Campus powwow provides tradition, learning, and community.
On April 16th, the UW-Superior campus and Circle of Native Nations held the 22nd annual spring powwow in Wessman Arena. The powwow, which lasted all afternoon and into the evening, is a campus and community tradition that many UWS students, faculty, staff, and Superior community members enjoy every year.
Each spring, several of the neighboring first nations from northern Wisconsin, Minnesota, and Michigan come together at UWS to host this large powwow. Powwows are a Native American gathering and social event that allows for celebration, dancing, and socializing. The powwow included two Grand Entries, several different hosted drums, and a variety of themed dances.
Gary Johnson, Director of First Nation Studies and advisor to the Circle of Native Nations student organization on campus, shared that over 700 people were in attendance at the powwow throughout the day. Circle of Native Nations is the student organization on campus responsible for bringing the powwow together each spring. Over 25 students were involved in planning and facilitating the powwow from invitations to concessions and vendor booths to dressing rooms.
Johnson shared that the annual powwow gets bigger and better each year. This year, about a dozen vendors were present to sell handmade jewelry, music CDs, and even fresh maple candy. There were games for children to play and learn about Native culture, as well as a large feast hosted midway through the event.
Powwows are just one component of helping UWS Native American students celebrate their culture and help teach others about Native history. Atkinson, Morten, and Sue (1979) developed a five stage minority identity development model to help explain how non-majority students learn about their own culture and develop a sense of self as a minority. Following the first and second stages of conformity to majority culture and dissonance with minority culture, Native American students can enter the third stage of resistance and immersion. Atkinson, et al share that within this stage is when minority students get heavily involved and invested in cultural student organizations and events, such as the powwow. Through the First Nations Center to the First Nations courses, as well as Circle of Native Nations, the UW-Superior campus offers many opportunities for Native and non-Native students to immerse themselves in the culture and history of the local nations and tribes.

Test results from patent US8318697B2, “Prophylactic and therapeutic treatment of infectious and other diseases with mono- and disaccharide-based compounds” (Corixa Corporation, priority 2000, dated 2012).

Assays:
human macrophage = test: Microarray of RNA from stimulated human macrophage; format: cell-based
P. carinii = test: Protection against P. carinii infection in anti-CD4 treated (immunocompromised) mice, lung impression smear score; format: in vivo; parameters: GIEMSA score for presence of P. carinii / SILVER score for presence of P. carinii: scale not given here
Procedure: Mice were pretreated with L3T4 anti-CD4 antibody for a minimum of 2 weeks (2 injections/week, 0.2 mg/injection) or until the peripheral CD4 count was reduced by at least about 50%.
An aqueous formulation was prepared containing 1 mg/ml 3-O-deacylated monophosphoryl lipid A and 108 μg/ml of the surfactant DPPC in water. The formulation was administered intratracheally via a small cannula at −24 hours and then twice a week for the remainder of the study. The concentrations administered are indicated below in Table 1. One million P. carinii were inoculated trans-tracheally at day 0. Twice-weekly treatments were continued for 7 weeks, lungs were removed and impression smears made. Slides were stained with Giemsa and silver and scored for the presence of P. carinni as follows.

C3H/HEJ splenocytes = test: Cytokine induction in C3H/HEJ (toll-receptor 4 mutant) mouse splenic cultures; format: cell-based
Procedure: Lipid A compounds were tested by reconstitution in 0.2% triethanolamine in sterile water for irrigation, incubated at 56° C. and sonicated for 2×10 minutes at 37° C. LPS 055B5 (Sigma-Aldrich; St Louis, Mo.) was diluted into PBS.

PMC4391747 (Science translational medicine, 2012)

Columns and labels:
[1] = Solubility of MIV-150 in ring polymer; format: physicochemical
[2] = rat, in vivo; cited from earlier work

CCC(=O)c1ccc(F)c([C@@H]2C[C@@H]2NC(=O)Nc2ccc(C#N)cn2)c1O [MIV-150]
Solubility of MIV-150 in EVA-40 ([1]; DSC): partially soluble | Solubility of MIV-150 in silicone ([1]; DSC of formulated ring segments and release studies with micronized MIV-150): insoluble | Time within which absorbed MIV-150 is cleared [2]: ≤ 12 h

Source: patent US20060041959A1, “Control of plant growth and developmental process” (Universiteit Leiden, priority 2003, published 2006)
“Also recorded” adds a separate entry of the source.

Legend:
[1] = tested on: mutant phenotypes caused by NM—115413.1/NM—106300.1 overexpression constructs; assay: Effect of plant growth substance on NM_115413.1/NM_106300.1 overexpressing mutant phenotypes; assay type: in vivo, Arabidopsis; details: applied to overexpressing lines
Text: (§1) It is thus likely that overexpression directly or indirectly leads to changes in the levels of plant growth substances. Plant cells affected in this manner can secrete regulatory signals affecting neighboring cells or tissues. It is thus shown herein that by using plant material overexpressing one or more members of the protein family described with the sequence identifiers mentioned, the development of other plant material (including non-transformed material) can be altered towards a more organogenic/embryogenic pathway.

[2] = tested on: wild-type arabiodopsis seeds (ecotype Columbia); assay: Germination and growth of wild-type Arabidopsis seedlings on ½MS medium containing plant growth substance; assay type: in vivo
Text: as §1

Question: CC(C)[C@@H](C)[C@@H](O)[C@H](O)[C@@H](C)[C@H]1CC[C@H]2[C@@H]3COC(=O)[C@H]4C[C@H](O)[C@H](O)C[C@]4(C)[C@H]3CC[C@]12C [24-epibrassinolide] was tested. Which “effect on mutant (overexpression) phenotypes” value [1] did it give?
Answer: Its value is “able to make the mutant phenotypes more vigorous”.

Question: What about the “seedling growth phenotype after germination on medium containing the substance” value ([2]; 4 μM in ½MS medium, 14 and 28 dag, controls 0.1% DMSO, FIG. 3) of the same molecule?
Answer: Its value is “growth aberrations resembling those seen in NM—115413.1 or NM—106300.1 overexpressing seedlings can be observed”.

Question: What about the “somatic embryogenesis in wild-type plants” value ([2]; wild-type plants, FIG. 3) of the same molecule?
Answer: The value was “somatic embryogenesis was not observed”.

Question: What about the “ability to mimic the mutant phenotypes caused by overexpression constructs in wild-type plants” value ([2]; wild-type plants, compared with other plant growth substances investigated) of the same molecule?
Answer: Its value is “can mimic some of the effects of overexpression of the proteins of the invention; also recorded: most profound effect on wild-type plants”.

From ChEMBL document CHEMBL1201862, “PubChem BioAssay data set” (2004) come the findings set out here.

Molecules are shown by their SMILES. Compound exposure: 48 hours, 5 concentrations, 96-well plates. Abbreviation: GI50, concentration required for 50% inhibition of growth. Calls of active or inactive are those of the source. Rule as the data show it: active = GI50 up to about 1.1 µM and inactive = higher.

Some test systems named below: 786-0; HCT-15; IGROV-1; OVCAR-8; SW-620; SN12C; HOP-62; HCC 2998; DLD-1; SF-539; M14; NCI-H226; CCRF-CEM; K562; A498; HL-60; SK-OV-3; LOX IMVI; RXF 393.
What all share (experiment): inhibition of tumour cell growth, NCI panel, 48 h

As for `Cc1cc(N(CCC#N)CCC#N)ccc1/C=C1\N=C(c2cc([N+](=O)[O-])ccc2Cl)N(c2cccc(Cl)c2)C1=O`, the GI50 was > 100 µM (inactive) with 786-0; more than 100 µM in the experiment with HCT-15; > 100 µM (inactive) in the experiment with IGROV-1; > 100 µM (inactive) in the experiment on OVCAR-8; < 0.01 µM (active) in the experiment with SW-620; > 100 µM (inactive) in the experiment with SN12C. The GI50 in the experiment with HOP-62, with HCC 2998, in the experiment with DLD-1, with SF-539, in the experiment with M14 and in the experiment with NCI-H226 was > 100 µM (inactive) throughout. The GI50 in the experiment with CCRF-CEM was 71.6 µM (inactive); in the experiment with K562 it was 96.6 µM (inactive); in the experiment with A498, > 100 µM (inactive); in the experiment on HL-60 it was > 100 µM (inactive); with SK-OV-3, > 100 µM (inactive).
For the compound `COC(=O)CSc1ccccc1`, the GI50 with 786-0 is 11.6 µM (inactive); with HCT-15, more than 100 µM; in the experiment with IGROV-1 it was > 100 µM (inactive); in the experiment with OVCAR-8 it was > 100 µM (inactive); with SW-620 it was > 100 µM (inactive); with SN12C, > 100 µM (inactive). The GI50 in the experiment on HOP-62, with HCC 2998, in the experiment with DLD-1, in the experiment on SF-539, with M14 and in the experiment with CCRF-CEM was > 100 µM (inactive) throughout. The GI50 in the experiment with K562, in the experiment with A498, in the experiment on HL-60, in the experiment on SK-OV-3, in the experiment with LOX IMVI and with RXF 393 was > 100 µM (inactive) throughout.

Tammy Fanning, Assistant to the Dean of Students, brought her son David along to this year's powwow. "I value diversity and want him to learn and understand the Native culture and truth of the history" Fanning shares. David, age 7, spends a lot of time reading about Native American culture and history, so it was a very valuable event for him to attend with mom.
Youngsters weren't the only folks in attendance at the powwow. Dr. Monica Roth Day, Assistant Professor of Social Work, and Mickey Fitch, Assistant Director of Residence Life enjoyed the powwow together as well. Roth Day and Fitch both saw many of the students they work with observing and participating in the powwow activities, from joining in dances as well as asking questions of CNN members. "It is really great to see residence hall students and social work students coming out on a Saturday afternoon to learn more about the tribal culture and history. I really liked seeing majority students transition from hesitation at first to celebration and openness by the end of the event-that teaching and learning is what we are all about at UWS", Fitch said.
Each year, Office of Multicultural Affairs does an excellent job of promoting the powwow, as well as offering etiquette information to newcomers. There is no doubt that efforts like the powwow are key components to the success of Inclusive Excellence at UW-Superior. Interested in getting more involved with Circle of Native Nations? Contact Gary Johnson for more information.
Atkinson, D., Morten, G., and Sue, D. W. Counseling American Minorities: ACross-Cultural Perspective. Dubuque, Iowa: Brown Company, 1979.
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